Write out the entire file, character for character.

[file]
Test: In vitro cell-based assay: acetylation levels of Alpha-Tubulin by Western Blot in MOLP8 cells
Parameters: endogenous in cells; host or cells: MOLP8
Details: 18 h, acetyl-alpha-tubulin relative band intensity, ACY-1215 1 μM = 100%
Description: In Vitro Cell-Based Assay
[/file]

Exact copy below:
Test: In vitro cell-based assay: acetylation levels of Alpha-Tubulin by Western Blot in MOLP8 cells
Parameters: endogenous in cells; host or cells: MOLP8
Details: 18 h, acetyl-alpha-tubulin relative band intensity, ACY-1215 1 μM = 100%
Description: In Vitro Cell-Based Assay